In many ways, fashion reflects the societal and culturally significant issues that threaten our freedom to express ourselves authentically. Fashion has deconstructed gender norms and redefined what masculinity means. It's becoming more apparent that the definition of what manhood means in 2017 and beyond is becoming muddied (I'd be remisced if I did not credit Prince for his visionary aesthetic). Being that the title of this blog is Modern Oaks, I felt encouraged to provide some narrative around the evolving state of the modern man.
Now, I can only speak from my experience but in my lifetime we have observed men's fashion grow into a profitable fashion segment that consists of unique aesthetics. In fact, just look at the last ten years and how we have progressed.
Skinny Jeans. Chelsea Boots. European tailored suits. Crop Tops. The list goes on.....
In 2007 (the year I graduated high school), wearing skinny jeans was somewhat taboo. It was not seen everywhere and reserved only for unique crowds. For men, the availability in purchasing this fit of jeans was far and few (the styles and distresses were even fewer).
Fast Forward to present day and the once referenced 'fad' of wearing skinny jeans has graced the runways of nearly all respected fashion houses around the world. Availability has not just sustained, it has grown to where nearly every clothing store/brand carries a skinny fit for both men and women.
There has been another revolutionary shift in menswear as of late (and it is definitely destined to shake up the landscape even further). Clothing fabrics and styles that were once exclusive to women are finding themselves to the men's department. So, what fabrics and fits are changing the culture?
Mesh. Lace. Cashmere. Silk. Thigh High Boots. Just to name a few.
Just like the skinny fit jean, it's going to take a while for these styles of choice to be embraced by the 'play it safe' crowd. However, if history repeats itself, at least one of these fabrics or fits will stand the test of time and change the dynamic and trajectory of menswear. In fact, in the years to come, I believe we'll just be purchasing unisex garments and styles (ridding ourselves of womenswear and menswear labels altogether). There are brands that have already adopted this marketing technique (m/f people, TILLYandWILLIAM, and Rad Hourani to name a few) to appeal to the non-gender conforming and trans communities. I don't necessarily think of these labels as trendsetters as much as I do early adopters. They've recognized the shift designers were making with their pieces and anticipated how these products would be sold five years from now. Big retailers such as H&M and Zara have observed the trend for a while and insist that their clothes are non binary; but blank shirts and oversized fitting clothing doesn't substantially articulate gender non comforming.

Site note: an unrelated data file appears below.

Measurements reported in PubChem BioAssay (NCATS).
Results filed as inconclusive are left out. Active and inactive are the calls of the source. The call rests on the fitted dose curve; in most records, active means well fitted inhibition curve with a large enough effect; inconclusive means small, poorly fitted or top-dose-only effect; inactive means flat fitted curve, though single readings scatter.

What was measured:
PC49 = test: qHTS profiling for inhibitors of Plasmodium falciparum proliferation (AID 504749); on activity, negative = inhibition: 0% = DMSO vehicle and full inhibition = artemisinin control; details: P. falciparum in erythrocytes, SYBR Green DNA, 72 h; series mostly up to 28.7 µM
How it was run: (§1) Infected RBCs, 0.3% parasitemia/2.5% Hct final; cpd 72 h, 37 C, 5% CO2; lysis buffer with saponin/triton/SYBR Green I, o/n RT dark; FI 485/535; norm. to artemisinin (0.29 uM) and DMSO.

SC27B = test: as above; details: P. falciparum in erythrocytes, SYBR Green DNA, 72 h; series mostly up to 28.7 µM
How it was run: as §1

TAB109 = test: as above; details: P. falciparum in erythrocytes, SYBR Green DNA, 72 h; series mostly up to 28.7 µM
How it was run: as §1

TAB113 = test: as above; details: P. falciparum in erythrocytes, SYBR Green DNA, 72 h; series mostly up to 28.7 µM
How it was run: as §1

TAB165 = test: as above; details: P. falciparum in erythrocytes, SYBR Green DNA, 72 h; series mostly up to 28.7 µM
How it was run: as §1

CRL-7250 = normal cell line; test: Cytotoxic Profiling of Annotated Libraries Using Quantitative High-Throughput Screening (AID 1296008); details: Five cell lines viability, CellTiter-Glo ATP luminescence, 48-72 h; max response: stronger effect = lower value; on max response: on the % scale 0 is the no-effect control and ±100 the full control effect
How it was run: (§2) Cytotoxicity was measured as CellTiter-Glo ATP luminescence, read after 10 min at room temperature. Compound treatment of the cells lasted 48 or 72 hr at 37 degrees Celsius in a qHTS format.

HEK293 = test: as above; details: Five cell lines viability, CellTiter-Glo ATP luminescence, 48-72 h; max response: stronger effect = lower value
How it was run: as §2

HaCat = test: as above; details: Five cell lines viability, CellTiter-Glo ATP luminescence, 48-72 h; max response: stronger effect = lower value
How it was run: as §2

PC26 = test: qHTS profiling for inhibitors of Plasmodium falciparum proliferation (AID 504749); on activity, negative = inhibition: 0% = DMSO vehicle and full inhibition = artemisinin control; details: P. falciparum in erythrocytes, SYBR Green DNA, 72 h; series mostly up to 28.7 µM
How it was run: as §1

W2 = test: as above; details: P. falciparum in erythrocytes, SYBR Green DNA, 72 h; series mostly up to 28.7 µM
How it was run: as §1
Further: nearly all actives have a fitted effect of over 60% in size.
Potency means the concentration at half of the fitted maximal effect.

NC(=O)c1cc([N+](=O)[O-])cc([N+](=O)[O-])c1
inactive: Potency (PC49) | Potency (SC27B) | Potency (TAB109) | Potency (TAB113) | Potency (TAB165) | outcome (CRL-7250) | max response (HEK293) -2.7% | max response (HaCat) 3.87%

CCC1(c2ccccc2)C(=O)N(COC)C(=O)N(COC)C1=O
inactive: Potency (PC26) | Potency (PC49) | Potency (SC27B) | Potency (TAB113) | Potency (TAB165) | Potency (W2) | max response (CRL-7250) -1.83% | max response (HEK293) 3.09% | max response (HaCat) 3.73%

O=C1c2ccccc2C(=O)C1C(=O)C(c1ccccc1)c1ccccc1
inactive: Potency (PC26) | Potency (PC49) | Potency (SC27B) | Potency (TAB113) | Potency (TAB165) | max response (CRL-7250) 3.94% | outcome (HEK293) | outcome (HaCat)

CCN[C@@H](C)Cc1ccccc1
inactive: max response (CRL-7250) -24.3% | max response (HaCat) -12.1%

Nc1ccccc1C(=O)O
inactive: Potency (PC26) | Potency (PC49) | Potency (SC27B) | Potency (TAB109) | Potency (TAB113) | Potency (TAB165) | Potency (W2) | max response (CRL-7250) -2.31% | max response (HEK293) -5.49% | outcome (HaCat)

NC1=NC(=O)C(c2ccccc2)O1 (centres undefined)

Now, everything... some things... or nothing I say may come true in seasons to come; my role as a fashion enthusiast is to ignite the conversation. However, I am anxious to hear your thoughts on how menswear has evolved and what you believe the future looks like for existing and emerging menswear designers. Drop a comment below and share with your friends!